We all know that wine tastings can be incredibly fun. But every once in a while, they can be a bit overwhelming. Too much wine. Too much food. Too much noise. Too much excitement. I know. It’s hard to believe. But it can happen. Here are three tips for a successful wine tasting.
Successful Wine Tasting Tip #1: Define the Purpose of the Wine Tasting
Why are you hosting or participating in a wine tasting event? This may sound silly. Obviously, people taste wine to see what kind of wine they like.
Wait, though. Not so fast. There really are a whole lot of reasons for wanting to host a wine tasting.
- Perhaps you just want a great excuse to introduce your best friend to the future love of his life.
- Maybe you want to dig down into a particular type of wine, say Cabernet. You could have each attendee bring a bottle, put each bottle in a brown bag, number them 1 to 8, and see which one is liked best. Is it the $30 wine, the $40 wine or the Three Buck Chuck? Is it the CA wine, the French wine or the Chilean wine?
- Perhaps you are celebrating somebody’s birthday. You will want to have plenty of wines that align with that person’s wine preferences.
- Maybe you’re interested in a vertical tasting where you taste a number of years (vintages) of a particular wine – e.g., 2003 – 2009.
- How about a regional tasting – Rhone wines, Mendocino wines, Chilean wines, etc?
- Another possibility is that you and your friends would like to learn more about wine. If you’re doing this tasting without a leader, have each attendee come with one interesting wine factoid that they can share.
- Maybe you are settling a bet with Cousin Marcel, who simply knows that French wines are the best.
- You might decide to do a blind tasting to see where your “wine prejudices” are and how skilled you are at identifying wines. Blind tastings can be incredibly fun and incredibly humbling 🙂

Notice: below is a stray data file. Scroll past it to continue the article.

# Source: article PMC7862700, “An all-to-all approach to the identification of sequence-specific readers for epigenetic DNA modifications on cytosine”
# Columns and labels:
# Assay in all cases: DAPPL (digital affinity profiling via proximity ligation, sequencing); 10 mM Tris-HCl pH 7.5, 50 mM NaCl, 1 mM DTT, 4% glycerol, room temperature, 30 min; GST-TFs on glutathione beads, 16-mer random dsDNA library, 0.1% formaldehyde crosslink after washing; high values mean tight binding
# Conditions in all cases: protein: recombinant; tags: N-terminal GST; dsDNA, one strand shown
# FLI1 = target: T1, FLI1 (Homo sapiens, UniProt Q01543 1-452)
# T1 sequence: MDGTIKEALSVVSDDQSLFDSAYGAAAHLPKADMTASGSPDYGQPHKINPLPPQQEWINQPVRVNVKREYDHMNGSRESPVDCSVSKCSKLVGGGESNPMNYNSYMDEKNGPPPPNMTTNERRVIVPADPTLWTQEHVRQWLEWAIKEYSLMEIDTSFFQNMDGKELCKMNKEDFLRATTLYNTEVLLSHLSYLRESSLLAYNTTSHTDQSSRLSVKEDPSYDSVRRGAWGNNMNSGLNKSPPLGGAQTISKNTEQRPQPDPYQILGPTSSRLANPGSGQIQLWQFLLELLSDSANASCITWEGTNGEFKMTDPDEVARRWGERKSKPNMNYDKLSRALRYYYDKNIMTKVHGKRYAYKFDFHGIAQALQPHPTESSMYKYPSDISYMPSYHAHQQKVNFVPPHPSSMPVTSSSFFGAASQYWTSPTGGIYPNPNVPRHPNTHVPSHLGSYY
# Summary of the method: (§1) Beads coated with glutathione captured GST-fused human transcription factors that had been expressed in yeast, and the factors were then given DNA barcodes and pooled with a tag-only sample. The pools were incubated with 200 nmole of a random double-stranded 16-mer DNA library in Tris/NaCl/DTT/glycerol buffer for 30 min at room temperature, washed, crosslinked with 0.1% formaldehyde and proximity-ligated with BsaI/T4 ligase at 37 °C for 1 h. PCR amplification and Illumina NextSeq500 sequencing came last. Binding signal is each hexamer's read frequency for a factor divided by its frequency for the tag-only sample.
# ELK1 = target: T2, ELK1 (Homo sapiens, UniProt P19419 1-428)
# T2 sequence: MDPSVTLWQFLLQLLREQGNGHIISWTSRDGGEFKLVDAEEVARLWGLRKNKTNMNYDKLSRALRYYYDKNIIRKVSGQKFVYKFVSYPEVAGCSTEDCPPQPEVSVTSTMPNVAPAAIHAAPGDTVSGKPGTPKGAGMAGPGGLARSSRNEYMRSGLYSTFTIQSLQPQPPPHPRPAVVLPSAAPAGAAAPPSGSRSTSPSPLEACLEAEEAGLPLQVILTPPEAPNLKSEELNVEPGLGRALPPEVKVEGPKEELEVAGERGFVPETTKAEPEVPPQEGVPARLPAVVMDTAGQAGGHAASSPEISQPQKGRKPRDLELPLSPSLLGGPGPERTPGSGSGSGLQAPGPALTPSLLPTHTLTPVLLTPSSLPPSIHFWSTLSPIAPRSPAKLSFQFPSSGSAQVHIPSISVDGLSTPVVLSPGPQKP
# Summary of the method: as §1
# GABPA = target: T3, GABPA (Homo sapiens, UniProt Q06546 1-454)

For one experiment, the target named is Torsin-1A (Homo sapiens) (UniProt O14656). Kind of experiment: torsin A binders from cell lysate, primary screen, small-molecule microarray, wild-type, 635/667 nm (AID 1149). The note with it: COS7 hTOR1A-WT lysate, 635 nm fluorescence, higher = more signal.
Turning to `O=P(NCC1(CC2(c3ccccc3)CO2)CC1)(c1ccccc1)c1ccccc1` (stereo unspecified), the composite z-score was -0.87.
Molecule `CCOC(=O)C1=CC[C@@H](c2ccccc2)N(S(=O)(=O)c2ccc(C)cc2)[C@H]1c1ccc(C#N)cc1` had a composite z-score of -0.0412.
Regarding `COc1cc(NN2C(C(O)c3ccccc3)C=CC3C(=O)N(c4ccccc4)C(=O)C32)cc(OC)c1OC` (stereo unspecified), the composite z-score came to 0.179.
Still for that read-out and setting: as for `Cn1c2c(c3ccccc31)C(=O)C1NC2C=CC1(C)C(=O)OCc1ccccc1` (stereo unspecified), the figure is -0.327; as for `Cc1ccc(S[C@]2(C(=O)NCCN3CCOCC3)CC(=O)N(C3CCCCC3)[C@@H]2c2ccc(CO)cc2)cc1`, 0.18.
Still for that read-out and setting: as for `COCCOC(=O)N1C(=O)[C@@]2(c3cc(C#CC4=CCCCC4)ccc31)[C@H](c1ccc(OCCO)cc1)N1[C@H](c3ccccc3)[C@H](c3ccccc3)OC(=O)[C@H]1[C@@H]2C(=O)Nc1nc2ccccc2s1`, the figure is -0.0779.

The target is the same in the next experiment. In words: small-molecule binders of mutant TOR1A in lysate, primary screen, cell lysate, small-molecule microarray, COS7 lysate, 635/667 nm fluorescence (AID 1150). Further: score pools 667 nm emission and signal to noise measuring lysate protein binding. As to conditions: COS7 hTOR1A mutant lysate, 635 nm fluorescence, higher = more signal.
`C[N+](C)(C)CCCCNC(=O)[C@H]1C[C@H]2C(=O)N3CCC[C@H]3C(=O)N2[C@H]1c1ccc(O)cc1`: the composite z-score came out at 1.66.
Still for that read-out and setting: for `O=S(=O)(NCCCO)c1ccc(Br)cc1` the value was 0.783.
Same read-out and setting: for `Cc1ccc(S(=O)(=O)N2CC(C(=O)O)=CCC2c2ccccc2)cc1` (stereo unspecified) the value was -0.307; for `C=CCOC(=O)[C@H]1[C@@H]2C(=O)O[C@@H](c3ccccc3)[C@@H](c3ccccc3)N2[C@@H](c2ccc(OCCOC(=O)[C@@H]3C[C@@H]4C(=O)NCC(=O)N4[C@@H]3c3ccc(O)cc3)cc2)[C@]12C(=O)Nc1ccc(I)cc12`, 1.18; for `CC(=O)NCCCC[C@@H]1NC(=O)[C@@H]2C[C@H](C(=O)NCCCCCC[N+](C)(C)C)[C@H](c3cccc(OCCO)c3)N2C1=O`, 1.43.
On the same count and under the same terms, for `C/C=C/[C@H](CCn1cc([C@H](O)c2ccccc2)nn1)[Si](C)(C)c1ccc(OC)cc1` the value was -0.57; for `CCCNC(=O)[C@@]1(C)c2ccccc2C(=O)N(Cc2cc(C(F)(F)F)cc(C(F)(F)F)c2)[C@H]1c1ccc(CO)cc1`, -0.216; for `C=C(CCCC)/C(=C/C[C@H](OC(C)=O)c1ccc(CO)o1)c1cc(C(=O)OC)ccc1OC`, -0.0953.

- Since purchasing is usually part of a wine tasting, the try-before-you-buy concept is another great reason to host a tasting or participate in one. It’s time to stock up your wine bar!
By knowing the real purpose of your wine tasting, you will be able to tailor the wines, the food and the mood for a great result.
Successful Wine Tasting Tip #2: If Tasting Wine for Wine’s Sake
Be sure to have very simple foods available:
- 3-4 cheeses including a brie or goat cheese, a dry cheddar and a blue cheese, if you’re serving big, bad reds
- Water crackers or sliced baguette
- Dark chocolate
- Berries or grapes
Ideally, you want foods that will support and enhance the wine-tasting experience, not overtake it.
Beware of taste-bud fatigue. If you taste too much or too long, eventually your senses really can’t make any reasonable discernment.
Successful Wine Tasting Tip #3: If Tasting at a Commercial Winery
The mood of a commercial tasting room can greatly enhance or detract from a wine tasting experience. If you like a quiet atmosphere, you might call ahead to find out if there is a time of day when the tasting room is less visited, or go during the week as opposed to a busy weekend. I’ve known people who have left a tasting room because of lousy service, or a boisterous, big crowd. Also, avoid tasting to the point of impairment, or be sure to have a designated driver. It’s no fun to taste wine if you’re worried about your safety.
So here’s to happy, exciting wine tasting experiences!
If you are interested in having me lead a wine tasting for you and your friends, I would be delighted. To learn more about my tastings, please visit the Personal Wine Tastings page of my blog or call me at 650-714-7009.